Adriana Ferrarese del Bene

Adriana Ferrarese del Bene (c. 1755 in Ferrara – after 1804 in Venice) was an Italian operatic soprano. She was one of the first performers of Susanna in Mozart's Le nozze di Figaro and the first performer of Fiordiligi in Così fan tutte.

Portrait of Adriana Ferrarese del Bene circa 1785

She has been known under a variety of names. The 1979 edition of the Concise Oxford Dictionary of Opera lists her as born Adriana Gabrieli and later known as La Ferrarese (presumably from the city of her birth).[1] However, Grove Dictionary of Music and Musicians notes that her identification with a Francesca Gabrielli, detta la Ferrarese ("nicknamed the Ferrarese one"), whom Charles Burney heard in Venice in 1770 is not based on solid evidence. What is known is that she married Luigi del Bene in 1782 and performed thereafter as Adriana Ferrarese (or Ferraresi) del Bene.[2][3]

Ferrarese del Bene studied in Venice and performed in London (1785–1787) before arriving in Vienna, where she made her reputation singing serious roles in opera buffa (1788–1791). The publication Rapport von Wien reported, "She has, in addition to an unbelievable high register, a striking low register and connoisseurs of music claim that in living memory no such voice has sounded within Vienna's walls."[4]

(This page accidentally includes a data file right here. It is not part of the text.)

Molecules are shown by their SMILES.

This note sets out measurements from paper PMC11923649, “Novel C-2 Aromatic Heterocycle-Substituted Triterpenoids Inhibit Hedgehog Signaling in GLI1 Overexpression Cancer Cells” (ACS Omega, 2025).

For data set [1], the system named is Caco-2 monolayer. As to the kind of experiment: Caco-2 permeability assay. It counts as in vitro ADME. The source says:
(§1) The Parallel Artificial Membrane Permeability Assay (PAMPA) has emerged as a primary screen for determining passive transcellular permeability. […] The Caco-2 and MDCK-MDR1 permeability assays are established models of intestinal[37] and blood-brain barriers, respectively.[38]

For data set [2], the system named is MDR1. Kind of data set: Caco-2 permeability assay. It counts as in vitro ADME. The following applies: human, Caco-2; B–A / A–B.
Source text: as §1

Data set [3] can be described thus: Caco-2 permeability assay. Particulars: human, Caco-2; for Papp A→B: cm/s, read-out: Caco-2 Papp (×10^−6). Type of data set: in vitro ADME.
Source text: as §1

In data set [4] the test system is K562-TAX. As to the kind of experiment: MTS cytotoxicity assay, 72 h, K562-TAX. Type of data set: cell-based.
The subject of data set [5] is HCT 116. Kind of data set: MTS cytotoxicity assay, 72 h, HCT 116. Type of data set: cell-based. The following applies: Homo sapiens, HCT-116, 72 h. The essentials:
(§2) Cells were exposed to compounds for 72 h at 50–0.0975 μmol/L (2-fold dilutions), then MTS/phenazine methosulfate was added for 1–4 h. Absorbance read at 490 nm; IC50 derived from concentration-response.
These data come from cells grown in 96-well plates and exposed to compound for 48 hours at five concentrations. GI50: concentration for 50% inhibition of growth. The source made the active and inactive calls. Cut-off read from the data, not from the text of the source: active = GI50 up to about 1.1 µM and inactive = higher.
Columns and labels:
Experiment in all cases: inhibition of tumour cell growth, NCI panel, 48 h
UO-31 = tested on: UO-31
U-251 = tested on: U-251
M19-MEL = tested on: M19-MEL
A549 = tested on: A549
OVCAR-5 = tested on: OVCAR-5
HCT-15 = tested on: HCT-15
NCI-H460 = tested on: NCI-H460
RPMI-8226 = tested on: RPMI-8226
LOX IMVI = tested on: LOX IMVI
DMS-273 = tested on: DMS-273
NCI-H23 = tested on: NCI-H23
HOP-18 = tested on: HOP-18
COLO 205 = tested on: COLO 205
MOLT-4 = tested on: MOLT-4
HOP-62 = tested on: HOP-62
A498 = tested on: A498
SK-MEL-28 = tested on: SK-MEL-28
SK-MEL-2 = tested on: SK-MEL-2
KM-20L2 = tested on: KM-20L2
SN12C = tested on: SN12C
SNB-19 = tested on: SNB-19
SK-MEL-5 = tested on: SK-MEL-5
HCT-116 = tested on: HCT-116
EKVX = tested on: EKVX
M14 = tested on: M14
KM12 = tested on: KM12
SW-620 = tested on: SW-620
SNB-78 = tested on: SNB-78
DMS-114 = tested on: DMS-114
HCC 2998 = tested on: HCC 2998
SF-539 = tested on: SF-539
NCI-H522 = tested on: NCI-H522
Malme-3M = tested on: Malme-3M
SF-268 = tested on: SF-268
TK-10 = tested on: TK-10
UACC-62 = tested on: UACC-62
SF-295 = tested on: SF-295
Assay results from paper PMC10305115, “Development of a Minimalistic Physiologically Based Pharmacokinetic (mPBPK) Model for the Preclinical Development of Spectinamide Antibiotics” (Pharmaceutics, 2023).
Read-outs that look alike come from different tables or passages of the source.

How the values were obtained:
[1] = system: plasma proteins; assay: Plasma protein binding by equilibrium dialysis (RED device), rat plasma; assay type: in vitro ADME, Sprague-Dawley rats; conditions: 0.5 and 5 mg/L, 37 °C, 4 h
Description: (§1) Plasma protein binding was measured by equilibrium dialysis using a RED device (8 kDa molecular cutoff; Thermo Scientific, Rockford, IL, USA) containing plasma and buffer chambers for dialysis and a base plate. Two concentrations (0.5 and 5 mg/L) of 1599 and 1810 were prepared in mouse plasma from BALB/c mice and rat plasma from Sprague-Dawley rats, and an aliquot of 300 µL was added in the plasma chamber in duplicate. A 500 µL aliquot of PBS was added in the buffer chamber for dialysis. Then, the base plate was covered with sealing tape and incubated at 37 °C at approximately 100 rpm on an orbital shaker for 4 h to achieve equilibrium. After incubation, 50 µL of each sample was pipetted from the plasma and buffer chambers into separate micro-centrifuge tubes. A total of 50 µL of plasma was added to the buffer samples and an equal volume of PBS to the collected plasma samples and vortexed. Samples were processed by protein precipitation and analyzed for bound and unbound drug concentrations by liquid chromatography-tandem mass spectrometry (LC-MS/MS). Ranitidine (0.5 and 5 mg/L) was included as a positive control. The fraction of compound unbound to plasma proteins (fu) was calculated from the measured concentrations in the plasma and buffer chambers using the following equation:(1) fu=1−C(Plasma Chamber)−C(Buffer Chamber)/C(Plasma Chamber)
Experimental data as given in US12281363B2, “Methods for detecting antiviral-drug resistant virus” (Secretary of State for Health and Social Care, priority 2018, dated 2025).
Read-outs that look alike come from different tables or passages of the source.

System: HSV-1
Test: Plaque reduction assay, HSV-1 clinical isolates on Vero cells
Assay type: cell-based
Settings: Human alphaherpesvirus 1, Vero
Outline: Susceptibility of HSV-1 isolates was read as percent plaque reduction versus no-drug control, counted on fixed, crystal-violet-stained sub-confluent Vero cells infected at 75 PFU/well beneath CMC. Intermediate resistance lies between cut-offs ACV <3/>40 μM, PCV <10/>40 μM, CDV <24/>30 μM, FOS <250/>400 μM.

Performance of Mozart edit

William Mann reports Mozart had an extreme dislike for Ferrarese del Bene, for whom he first created the role of Fiordiligi in Così fan tutte. Aware of her tendency to drop her chin and throw back her head while singing low and high notes respectively, Mozart chose to fill her showpiece aria ("Come scoglio") with continuous harmonic leaps to force her to bob her head "like a chicken".[5][6][dubious ]

References edit

  1. ^ Rosenthal, H. and Warrack, J. (1979) The Concise Oxford Dictionary of Opera, 2nd Edition, Oxford University Press. p. 183
  2. ^ Patricia Lewy Gidwitz, and John A. Rice, 'Ferrarese, Adriana', in The New Grove Dictionary of Music and Musicians, Stanley Sadie and John Tyrell (eds), 2001.
  3. ^ Some contemporary records also give her first name as Andriana or Andreanna.
  4. ^ Divas of Mozart's Day Archived 2007-02-02 at the Wayback Machine
  5. ^ Mann, William (1986). The Operas of Mozart. Oxford University Press.
  6. ^ As quoted by Robert Greenberg, Great Masters – Mozart: His Life and Work, Lecture 8: "The Last Years" (Chantilly, Virginia: The Great Courses, 2000).